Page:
President Donald Trump mollified some of his most ardent trade critics on Thursday, opening up the door to re-engaging in a massive trade deal he campaigned against and reassuring them that a NAFTA renegotiation is on track.

After alarming free-trade Republicans with threats to levy tariffs on up to $150 billion in Chinese imports, Trump has reached a temporary truce with them. He told a group of farm-state senators, governors and House members that he directed economic adviser Larry Kudlow and U.S. Trade Representative Robert Lighthizer to examine whether re-entering the Trans-Pacific Partnership trade pact makes sense, a strong signal that he’s heard their concerns.

“He got it really loudly and clearly today from a lot of us,” said Sen. John Thune of South Dakota, a member of Republican leadership, after the meeting at the White House on Thursday. “If you want to send a message to China, the best way to do that is to start doing business with their competitors. So he was very open to it.”




That’s not to say Republicans are convinced Trump wasn’t just playing to his farm-state audience of lawmakers and governors whose states would be badly hurt by a trade war with China. Trump bashed TPP and NAFTA during the campaign, and his protectionist instincts haven’t changed since.

There’s also a basic issue of whether Trump’s words can be trusted. The president has mused in meetings about changing his position on high-profile issues, from immigration to gun control, only to do the opposite. At one point on Thursday he joked that he would say he’s going to terminate NAFTA if all the Republicans present covered their ears.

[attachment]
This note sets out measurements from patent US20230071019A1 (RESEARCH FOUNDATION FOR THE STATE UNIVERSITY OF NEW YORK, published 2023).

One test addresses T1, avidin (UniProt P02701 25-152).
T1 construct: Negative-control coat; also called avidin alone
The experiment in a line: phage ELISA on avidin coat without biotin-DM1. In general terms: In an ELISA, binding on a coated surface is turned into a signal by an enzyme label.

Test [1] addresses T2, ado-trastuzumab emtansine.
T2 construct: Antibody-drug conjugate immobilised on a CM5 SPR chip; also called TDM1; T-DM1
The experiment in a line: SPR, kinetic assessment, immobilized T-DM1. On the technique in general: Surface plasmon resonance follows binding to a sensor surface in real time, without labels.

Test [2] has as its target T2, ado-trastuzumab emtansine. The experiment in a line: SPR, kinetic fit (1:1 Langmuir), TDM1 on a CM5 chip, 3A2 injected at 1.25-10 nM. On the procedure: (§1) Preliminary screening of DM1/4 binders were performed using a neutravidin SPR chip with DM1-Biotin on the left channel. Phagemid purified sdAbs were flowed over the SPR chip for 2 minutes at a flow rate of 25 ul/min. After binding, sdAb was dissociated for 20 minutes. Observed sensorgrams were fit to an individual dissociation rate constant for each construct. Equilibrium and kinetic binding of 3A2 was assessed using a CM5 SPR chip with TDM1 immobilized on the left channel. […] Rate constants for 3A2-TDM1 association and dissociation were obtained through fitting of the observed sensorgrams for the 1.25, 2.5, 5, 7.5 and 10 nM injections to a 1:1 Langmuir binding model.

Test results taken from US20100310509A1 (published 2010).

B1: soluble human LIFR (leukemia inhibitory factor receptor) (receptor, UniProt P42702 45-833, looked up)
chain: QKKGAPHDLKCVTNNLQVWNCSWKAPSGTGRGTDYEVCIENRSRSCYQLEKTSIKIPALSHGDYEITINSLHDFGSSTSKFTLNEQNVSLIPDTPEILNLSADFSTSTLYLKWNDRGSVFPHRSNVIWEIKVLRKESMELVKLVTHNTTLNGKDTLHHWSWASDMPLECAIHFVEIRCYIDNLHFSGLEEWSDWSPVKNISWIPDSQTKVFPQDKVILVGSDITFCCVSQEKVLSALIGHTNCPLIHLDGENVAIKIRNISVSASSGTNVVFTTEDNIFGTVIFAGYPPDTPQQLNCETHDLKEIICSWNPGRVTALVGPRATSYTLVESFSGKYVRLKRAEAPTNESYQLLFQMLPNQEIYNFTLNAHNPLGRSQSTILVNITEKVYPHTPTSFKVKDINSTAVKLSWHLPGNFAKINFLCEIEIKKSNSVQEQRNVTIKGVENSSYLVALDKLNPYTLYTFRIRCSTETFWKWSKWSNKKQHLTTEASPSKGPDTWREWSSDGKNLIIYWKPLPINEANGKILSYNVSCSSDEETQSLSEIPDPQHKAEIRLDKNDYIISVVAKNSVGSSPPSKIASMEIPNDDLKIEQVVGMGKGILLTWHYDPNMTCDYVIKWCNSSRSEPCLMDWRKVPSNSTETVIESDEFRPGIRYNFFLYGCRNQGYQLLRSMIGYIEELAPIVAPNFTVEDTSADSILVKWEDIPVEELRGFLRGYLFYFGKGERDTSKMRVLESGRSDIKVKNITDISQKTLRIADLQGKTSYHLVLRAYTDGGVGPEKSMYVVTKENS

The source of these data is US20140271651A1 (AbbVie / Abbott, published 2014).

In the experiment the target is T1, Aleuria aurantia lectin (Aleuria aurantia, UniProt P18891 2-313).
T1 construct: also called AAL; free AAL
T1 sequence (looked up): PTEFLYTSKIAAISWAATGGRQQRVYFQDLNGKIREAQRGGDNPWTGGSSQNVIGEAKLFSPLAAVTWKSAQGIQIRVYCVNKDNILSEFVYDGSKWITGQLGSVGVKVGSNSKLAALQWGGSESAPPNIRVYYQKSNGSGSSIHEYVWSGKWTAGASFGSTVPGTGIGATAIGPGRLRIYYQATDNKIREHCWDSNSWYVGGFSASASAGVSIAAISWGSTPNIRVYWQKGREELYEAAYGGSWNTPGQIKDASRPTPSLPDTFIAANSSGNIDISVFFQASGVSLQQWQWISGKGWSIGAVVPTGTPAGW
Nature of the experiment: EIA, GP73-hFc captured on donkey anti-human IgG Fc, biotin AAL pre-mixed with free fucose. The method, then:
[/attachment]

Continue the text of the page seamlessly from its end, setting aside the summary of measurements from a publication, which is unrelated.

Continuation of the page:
“But I’m not going to do that because I want everyone to be happy in this room, OK?” Trump said.

But even Sen. Ben Sasse (R-Neb.), a frequent Trump critic, said he was cautiously optimistic after the discussion.

“We should be leading the TPP discussions. We shouldn’t be outside TPP,” Sasse said. “The fact that the main thing coming out of this meeting is he’s looking at re-entering TPP? That’s pretty good news.”

During the 2016 race, Trump decried the sweeping Pacific Rim trade agreement as “a rape of our country.” He withdrew the United States from the pact on his third day in office.

But in recent months he’s floated the idea that the U.S. could eventually rejoin. Most recently, he said at the World Economic Forum in Davos, Switzerland, in January that he “would do TPP if it were a substantially better deal,” though he offered no specifics as to what he would like to see changed.

Immediately after Thursday’s meeting, the White House sought to keep expectations low. A senior administration official cautioned then that “it’s very early in the process” and that Trump was not committed to anything.

Rather than rejoin the sweeping 12-nation pact, the administration has shown greater interest in negotiating bilateral agreements with individual TPP members. Trump believes that doing so would win the U.S. more favorable terms. But the other members, Japan chief among them, have so far shown little interest in launching two-way talks with the Trump administration.

Sen. Deb Fischer (R-Neb.) said that she came away with the impression that Trump still prefers reaching individual agreements with TPP countries to entering a massive trade pact.

“I did not jump to the conclusion, as some of my colleagues did, that it was like: ‘Oh we’re getting back into TPP,’” she said. “Maybe I’ll be proven wrong on this, but I don’t see this big rush back into TPP.”

That’s in part because the 11 remaining members of the TPP have been focused instead on reworking the deal since the U.S. exit and implementing a new version, which they signed last month. But they are also watching closely to see how the Trump administration handles ongoing negotiations with Canada and Mexico over NAFTA as a precursor to what might happen in their own trade talks.